Not a Glitch in Our Stars
Yesterday while perusing the Journal Sentinel I found an article on John Green, author of the phenomenally popular YA novel The Fault in Our Stars, that included a description of the reception he received at the Book Expo America (BEA) in New York City last week.
Evidently, when Green showed up for his autograph slot, he was greeted by hundreds of screaming fans, as delirious for his attention and giddy with excitement as they would be for One Dimension or Beyonce.
Well, I was at the BEA last week too. And we had some similar authorial experiences, John Green and I. I too had screaming fans, well, I had one screaming fan. That was my wife. And she was screaming all right. “Wipe that pizza sauce off your face, now! My god! You can’t go in there looking like that!” Having a fan so concerned is unique and very endearing, not to mention motivating.
The thing with being an author of an immensely popular book is that this clamoring for your attention by fans doesn’t stop. My fan for example was screaming at me the night before too! This time we were heading out to a couple Indie book awards banquets in NYC. She was screaming for my attention: “Are you really wearing that shirt! That’s it? You didn’t bring a tie!” Now how many authors get that kind of fan support?
The attention is almost overwhelming. Fans of John Green probably want to touch him too, maybe even get a lock of his hair or something. I totally empathize. My fan can’t get a lock of my hair because I don’t have any, but she did scream out in delirium (or horror, I’m not sure which), “My god! I could braid those eyebrows! You want me to braid those eyebrows? Jesus, Mr. Author, look at your ears! Are those spider webs in there!”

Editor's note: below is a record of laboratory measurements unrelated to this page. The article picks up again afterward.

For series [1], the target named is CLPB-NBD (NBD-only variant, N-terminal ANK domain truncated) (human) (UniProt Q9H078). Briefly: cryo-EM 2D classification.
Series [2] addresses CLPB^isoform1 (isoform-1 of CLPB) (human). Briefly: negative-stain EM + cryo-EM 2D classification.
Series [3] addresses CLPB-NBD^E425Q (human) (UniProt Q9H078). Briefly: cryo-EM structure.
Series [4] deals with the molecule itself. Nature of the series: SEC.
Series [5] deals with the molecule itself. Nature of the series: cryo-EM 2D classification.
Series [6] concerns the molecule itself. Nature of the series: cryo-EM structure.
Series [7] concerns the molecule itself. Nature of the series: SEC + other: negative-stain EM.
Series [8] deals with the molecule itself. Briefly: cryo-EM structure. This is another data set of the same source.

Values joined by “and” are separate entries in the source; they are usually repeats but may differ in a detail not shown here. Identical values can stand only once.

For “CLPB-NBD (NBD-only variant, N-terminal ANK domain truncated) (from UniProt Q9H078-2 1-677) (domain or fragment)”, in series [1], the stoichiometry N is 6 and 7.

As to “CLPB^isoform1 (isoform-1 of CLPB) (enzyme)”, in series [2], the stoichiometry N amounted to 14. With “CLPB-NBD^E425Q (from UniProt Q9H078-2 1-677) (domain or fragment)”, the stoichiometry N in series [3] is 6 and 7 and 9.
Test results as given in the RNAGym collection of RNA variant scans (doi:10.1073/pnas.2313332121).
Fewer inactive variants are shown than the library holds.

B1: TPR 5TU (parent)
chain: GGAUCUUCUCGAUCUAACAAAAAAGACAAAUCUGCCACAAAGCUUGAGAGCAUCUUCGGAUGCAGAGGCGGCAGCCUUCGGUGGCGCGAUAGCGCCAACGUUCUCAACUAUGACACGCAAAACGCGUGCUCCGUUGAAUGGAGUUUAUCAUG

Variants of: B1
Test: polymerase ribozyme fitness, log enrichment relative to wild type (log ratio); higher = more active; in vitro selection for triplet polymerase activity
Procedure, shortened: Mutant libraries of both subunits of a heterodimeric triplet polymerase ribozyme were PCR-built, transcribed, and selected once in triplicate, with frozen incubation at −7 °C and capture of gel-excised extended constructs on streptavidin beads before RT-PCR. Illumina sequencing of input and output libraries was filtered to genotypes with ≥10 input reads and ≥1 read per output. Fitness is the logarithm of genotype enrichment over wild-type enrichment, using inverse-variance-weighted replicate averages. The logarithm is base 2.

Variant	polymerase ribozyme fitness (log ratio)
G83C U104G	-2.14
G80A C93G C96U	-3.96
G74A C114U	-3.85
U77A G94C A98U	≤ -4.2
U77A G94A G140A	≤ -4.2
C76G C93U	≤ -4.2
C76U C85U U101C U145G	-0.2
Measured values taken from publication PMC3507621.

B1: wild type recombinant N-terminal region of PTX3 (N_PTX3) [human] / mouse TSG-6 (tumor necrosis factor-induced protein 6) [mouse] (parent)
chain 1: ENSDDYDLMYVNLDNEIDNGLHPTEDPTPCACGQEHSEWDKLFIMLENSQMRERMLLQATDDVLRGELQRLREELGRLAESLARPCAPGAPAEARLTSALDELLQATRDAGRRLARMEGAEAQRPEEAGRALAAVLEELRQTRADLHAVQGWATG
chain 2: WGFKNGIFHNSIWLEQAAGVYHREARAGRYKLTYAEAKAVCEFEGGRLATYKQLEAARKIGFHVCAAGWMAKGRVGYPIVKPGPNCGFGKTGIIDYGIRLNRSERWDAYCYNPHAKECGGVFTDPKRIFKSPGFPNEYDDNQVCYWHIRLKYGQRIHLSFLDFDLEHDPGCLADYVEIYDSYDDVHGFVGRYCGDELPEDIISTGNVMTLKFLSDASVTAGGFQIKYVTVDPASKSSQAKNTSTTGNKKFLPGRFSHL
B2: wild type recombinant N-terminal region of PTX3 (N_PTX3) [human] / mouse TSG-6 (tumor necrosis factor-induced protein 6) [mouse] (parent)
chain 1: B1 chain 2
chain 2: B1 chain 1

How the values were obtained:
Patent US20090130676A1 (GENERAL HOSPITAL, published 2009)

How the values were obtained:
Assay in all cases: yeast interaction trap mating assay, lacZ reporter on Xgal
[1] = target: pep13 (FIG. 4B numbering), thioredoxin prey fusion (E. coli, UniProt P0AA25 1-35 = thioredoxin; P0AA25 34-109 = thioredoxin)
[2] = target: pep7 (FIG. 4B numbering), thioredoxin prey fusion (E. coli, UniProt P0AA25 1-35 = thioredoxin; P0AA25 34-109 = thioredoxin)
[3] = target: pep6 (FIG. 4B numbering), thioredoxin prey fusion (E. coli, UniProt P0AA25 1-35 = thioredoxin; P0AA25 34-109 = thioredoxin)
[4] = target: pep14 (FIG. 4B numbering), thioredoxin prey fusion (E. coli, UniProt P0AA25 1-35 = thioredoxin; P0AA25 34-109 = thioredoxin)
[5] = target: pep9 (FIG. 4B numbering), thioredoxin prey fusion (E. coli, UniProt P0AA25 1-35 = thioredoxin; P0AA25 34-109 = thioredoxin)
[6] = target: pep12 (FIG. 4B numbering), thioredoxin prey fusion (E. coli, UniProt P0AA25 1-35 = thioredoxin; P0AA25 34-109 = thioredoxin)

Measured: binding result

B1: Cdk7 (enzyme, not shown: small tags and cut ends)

It is really wonderful to be so close to your fans. I’m sure that not one of John’s fans felt so at ease with him that he or she could suggest that he trim his ear and nose hair.
You see, guys like John Green don’t get all the attention. Oh yeah, sure, he had a time slotted at the BEA for autographing and a stage all to himself. Okay. That’s just slightly more than I had. I only paid to get in the door, went in as an Educator (because it was cheaper than to go in as an author, plus, I am one when not being besieged with attention from my fan), and went around to all the industry booths telling people I was on break from my own booth and in the meantime, I have a book I’m promoting. Now, that is some industry recognition.
As for the books themselves, sure John Green’s is moving and touching and heart wrenching and being made into what will undoubtedly be a blockbuster movie, but my book, Badlands, which also has been hailed as a Young Adult phenom (runner up for Young Adult literature in the Midwest Independent Publisher Book Awards) has all kinds of wholesome drug use and mild swearing of all types. And it also has some great lines about stars.
So there you have it. Two fine books. One which received incredible attention and has become an industry in itself, called The Fault in our Stars, and the other, Badlands, with the undying support of the best fan, who will keep the author’s eyebrow and ear hair under control—and the pizza sauce off his face!